Malfunctions at fertility clinics in both Ohio and San Francisco have left many patients heartbroken. 

By Maressa Brown
March 28, 2018
Egg and Embryo Storage Tank
Credit: Ted Horowtiz/Getty Images

Malfunctions at fertility clinics in both Ohio and California have left thousands of frozen embryos and eggs damaged and hundreds of patients devastated. Three weeks after announcing that they had experienced a "catastrophic failure," University Hospitals Fertility Center in Cleveland revealed this week that the malfunction, now thought to be linked to human error, has resulted in the destruction of twice the number of frozen eggs and embryos the hospital initially believed they had lost.

A letter that went out to nearly 1,000 patients of the clinic states: "We know that many more eggs and embryos were affected than first estimated and that it’s unlikely that any are viable. All of our records for the storage tank in question have now been reviewed. We now believe about 950 of our patients were affected by the failure of this storage tank. The technical manner in which the eggs and embryos are stored in these freezers complicated our initial determination of how many patients and specimens were affected, and after review, we have determined that the total number of affected eggs and embryos for these patients is more than 4,000, not the estimate of 2,000 previously used."

The letter went onto note that the remote alarm system on the tank (which usually alerts an employee to temperature swings) was shut off the weekend of March 3. The tank temperature began to rise as a result, and in turn, destroyed thousands of embryos and eggs. "We don’t know who turned off the remote alarm nor do we know how long it was off, but it appears to have been off for a period of time," the letter notes. "We are still seeking those answers."

Meanwhile, on March 4, Pacific Fertility Clinic in San Francisco lost several eggs and embryos in a similar incident. Dr. Carl Herbert, president of Pacific Fertility Clinic, told the Washington Post that officials had informed some 400 patients of the failure that occurred March 4. He explained that staff at the clinic thawed a few eggs and found they remain viable, however they had yet to check any of the embryos.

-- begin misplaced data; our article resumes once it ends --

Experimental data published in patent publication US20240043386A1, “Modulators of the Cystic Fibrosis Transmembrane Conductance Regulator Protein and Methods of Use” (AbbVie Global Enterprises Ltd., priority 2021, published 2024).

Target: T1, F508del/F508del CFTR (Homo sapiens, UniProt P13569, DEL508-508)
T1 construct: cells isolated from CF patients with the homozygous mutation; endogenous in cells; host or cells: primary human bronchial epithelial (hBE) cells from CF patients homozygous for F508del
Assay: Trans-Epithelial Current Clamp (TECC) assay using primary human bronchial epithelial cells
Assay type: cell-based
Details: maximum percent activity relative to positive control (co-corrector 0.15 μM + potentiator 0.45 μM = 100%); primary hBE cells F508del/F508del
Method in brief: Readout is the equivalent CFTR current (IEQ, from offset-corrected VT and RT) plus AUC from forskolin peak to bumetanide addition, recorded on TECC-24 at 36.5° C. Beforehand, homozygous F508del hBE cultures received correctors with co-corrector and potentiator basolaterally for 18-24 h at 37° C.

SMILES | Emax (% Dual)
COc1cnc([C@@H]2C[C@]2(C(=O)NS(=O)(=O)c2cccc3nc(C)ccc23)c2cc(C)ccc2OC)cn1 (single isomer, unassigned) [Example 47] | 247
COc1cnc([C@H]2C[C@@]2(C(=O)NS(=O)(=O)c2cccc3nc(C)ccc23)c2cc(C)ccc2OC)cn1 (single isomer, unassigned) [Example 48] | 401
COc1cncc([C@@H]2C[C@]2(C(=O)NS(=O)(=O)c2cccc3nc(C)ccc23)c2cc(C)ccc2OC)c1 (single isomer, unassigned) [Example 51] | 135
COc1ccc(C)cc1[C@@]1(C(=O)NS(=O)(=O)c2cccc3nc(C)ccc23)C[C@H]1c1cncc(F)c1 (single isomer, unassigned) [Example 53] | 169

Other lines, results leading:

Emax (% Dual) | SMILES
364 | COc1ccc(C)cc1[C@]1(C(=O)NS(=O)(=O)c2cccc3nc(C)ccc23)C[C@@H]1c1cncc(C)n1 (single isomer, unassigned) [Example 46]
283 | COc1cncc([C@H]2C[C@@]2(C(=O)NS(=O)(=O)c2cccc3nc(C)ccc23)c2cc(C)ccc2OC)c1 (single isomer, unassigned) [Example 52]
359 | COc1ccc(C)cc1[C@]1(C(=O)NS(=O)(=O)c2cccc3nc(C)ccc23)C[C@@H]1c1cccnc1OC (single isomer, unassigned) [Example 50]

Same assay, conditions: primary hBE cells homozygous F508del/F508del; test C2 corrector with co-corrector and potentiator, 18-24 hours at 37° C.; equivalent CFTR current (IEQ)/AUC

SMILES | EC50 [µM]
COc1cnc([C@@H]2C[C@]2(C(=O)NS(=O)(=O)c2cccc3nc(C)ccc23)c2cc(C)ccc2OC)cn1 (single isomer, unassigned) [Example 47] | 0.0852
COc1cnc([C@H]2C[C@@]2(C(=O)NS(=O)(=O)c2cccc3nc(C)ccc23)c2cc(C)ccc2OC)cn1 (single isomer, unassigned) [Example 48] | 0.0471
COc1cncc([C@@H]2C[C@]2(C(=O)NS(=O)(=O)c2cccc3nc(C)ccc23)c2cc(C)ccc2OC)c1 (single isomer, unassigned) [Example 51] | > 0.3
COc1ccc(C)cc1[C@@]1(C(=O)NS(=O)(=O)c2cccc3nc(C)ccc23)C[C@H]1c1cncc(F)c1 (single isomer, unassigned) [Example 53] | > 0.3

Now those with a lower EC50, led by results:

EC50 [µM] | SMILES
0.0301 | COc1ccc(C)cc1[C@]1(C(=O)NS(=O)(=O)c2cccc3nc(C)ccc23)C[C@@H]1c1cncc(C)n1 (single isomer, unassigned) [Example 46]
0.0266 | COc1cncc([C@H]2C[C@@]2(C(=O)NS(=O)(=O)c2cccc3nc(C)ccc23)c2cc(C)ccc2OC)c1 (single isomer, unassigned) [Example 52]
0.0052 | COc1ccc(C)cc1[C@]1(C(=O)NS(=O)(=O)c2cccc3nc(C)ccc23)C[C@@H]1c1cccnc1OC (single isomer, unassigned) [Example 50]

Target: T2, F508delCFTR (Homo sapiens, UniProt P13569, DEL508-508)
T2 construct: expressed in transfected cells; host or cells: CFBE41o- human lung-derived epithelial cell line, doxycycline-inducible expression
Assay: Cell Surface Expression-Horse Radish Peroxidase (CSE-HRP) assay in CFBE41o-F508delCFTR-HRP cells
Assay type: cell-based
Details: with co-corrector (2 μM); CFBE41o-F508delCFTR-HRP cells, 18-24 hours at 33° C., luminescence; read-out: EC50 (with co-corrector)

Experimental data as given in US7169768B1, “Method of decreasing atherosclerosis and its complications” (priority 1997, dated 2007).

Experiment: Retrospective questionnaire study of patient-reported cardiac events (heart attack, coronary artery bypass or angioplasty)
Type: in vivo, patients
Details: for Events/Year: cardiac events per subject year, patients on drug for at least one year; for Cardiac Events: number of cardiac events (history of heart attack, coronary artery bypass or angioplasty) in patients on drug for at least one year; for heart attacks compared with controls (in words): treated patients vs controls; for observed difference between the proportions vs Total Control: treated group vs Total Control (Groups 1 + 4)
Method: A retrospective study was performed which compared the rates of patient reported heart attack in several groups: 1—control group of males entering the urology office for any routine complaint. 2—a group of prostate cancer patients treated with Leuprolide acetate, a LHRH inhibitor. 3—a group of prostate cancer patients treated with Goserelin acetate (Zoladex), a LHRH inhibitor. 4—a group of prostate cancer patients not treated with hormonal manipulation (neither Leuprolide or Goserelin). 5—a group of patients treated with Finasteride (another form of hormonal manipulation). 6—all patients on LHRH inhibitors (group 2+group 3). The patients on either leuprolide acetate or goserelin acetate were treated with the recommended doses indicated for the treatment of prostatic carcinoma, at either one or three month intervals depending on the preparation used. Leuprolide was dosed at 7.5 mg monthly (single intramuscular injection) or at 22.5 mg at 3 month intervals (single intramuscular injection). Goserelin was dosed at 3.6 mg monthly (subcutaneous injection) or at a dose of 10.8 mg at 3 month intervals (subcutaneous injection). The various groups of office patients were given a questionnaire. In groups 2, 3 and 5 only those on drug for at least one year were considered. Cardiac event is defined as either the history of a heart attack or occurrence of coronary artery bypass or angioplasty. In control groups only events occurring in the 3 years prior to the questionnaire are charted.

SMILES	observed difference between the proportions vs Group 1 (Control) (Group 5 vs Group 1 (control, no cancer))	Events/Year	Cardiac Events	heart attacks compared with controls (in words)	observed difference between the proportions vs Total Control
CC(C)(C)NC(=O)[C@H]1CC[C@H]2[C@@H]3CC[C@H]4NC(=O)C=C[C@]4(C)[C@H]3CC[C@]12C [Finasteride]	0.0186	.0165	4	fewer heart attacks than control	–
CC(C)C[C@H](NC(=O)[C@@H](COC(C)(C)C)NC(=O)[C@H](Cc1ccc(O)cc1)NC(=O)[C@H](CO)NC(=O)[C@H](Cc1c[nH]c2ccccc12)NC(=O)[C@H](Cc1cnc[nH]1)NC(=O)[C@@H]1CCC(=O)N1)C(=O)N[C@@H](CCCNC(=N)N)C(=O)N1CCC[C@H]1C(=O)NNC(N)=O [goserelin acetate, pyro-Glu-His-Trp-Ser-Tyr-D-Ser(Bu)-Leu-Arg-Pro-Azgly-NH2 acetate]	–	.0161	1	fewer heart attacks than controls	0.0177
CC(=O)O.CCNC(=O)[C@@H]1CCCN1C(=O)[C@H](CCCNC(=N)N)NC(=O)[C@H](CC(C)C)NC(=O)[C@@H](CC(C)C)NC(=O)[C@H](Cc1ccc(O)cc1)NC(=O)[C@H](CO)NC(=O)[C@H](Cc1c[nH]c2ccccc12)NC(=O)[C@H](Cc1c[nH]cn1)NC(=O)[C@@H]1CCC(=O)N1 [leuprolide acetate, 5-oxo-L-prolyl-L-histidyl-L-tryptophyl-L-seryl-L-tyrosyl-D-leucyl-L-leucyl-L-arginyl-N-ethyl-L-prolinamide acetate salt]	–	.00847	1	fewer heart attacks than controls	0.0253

Earlier this month, the clinic released the following statement to KPIX 5: “A single piece of equipment in our cryo-storage laboratory lost liquid nitrogen for a brief period of time. We do know that there is viable tissue from that tank. The rest of the tanks were not affected. The equipment was immediately retired, the vast majority of the eggs and embryos in the lab were unaffected, and the facility is operating securely. As soon as the issue was discovered, our most senior embryologists took immediate action to transfer those tissues from the affected equipment to a new piece of equipment. We have brought in independent experts and are conducting a full investigation. We are truly sorry this happened and for the anxiety that this will surely cause."

Patients who had eggs and embryos stored at both clinics have of course been left with a whirlwind of emotions in the wake of this terribly upsetting turn of events. NBC News spoke with Wendy Perriman, who despite having 11 miscarriages, welcomed two healthy children with the help of University Hospitals Fertility Center. Now, she and her husband Rick have been left without the option to have a third. “It's devastating, I think, for us, but it's more devastating because it's taking something away from our kids,” Perriman told the news outlet.

At the same time, the malfunctions have also inspired others to get involved. For example, one Ohio mom named Niki Schaefer took to Facebook to encourage women to join her in donating unused frozen embryos they may have stored elsewhere. "I am the mom of a girl that was a frozen embryo, transferred from this petri dish. I have 4 more frozen embryos that I’ve never been quite sure what to do with," Schaefer wrote in the March 10 post. "I thought I would eventually donate them to research because I couldn’t mentally handle the thought of Noah and Lane’s formerly frozen siblings being on this earth and not knowing them. The unfortunate events that compromised the frozen embryos at the UH Fertility Center changed my mind. ... I contacted Dr. Goldfarb (who now heads the UH Fertility Center) yesterday to tell him I would be donating them to families affected by this tragedy. If you are in my shoes, please consider doing the same."

In both cases, many questions remain. For instance, an NBC News investigation concluded that the manufacturer of the UH Fertility Center's storage tank, Custom Biogenic Systems, has a history of technical problems that go back nearly 15 years. Nothing will truly make up for the loss these patients have suffered, but we can hope that at the very least, the affected families are provided answers and support in the wake of this heartbreaking loss.